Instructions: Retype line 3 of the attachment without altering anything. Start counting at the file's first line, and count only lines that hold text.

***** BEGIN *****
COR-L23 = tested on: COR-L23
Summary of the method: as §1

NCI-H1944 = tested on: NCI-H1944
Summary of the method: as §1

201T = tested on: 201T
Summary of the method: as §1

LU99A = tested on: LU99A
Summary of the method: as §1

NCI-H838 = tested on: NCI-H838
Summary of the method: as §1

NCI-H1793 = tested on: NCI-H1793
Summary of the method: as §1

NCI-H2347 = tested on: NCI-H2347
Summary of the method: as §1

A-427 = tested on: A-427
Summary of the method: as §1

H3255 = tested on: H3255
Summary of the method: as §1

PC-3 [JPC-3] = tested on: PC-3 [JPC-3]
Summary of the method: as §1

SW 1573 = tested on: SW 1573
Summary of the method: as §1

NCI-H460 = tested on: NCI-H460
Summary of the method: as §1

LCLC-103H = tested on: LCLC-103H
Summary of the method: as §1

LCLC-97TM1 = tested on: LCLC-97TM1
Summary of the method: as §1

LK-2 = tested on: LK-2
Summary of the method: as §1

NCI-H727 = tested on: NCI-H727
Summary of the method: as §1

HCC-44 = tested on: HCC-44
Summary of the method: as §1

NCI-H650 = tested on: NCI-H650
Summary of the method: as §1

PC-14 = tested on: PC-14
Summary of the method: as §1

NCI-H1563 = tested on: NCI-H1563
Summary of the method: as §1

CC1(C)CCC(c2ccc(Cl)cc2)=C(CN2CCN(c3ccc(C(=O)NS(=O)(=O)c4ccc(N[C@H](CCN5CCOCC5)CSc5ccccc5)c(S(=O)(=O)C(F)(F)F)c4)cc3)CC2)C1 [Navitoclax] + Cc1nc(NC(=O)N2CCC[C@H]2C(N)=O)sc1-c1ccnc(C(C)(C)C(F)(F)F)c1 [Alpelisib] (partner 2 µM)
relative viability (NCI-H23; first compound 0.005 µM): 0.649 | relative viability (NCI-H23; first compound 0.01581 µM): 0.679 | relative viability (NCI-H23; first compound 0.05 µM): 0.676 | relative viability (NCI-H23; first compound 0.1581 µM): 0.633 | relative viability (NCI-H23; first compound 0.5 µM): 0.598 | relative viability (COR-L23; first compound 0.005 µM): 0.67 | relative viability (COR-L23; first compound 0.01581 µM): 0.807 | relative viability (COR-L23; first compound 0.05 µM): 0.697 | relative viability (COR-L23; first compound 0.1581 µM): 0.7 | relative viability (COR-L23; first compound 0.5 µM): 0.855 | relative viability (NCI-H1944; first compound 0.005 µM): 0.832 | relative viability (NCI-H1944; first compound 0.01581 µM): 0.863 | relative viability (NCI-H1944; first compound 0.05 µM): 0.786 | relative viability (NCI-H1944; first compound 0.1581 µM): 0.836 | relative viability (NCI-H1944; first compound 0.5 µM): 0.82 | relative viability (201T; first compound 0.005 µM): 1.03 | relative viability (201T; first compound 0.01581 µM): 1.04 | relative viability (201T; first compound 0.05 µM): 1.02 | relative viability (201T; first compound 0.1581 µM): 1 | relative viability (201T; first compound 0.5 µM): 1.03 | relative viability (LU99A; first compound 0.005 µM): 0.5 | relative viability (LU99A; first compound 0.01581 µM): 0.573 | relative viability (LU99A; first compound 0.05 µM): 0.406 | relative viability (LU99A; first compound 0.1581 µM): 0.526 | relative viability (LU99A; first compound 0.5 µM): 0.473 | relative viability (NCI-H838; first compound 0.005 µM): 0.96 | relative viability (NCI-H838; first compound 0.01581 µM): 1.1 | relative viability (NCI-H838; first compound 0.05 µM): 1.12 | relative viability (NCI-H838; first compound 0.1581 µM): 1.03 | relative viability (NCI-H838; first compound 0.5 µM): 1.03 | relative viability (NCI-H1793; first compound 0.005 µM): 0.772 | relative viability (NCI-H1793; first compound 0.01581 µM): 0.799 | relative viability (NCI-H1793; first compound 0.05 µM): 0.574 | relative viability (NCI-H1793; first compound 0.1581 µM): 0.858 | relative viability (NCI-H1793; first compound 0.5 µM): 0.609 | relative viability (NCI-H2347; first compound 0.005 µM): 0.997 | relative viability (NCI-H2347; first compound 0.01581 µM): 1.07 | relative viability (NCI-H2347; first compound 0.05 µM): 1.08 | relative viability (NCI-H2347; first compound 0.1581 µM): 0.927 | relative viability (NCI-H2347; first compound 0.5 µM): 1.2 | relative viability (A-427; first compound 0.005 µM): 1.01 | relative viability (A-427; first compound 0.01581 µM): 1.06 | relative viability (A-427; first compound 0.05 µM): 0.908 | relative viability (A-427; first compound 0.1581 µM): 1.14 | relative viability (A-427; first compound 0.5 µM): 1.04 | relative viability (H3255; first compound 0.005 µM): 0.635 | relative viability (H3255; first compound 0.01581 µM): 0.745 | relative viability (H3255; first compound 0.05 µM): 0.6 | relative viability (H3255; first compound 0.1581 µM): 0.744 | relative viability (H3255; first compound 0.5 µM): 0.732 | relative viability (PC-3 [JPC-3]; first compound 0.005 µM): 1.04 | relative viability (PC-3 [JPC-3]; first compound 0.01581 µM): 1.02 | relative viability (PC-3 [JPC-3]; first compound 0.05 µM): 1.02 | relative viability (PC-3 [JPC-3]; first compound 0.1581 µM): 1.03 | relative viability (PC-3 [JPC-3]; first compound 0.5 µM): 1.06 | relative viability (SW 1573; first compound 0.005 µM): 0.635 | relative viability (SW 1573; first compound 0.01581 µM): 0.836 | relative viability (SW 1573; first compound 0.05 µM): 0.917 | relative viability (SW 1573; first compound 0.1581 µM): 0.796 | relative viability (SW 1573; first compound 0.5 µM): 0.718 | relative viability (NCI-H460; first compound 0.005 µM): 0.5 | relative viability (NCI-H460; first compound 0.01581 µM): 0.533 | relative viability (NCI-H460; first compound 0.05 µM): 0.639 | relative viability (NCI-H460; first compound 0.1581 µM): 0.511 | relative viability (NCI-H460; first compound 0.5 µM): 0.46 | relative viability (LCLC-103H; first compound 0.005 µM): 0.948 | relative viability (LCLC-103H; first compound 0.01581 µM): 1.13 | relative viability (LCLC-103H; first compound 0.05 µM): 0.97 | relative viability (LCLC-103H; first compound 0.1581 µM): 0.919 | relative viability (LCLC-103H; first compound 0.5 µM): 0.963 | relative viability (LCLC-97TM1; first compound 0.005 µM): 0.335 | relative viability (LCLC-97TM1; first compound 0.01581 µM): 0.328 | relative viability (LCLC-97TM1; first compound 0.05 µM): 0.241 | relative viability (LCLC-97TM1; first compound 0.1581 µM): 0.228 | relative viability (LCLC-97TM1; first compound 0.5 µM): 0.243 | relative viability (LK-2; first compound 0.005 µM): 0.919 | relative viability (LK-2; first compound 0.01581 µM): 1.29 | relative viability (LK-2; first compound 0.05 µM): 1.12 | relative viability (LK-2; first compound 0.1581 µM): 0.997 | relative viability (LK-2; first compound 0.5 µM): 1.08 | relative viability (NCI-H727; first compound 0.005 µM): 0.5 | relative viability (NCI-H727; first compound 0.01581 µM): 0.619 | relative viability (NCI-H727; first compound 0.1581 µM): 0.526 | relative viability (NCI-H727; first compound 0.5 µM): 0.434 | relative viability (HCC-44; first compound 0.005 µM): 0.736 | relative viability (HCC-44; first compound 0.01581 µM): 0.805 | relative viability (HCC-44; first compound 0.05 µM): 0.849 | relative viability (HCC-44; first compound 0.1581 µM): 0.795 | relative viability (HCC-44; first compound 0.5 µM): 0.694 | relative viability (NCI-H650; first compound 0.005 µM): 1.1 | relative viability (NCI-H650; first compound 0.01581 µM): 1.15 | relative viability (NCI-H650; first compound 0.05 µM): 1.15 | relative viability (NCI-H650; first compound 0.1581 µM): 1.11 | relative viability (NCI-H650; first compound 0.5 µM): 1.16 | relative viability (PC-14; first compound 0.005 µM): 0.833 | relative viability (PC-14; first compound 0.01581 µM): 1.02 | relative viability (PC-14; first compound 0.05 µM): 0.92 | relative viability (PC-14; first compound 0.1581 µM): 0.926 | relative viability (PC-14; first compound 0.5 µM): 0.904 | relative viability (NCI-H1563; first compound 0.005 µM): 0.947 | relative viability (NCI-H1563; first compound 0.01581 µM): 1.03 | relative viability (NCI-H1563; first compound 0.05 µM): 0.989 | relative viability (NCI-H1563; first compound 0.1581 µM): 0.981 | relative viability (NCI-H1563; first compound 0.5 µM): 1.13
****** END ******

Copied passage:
NCI-H1944 = tested on: NCI-H1944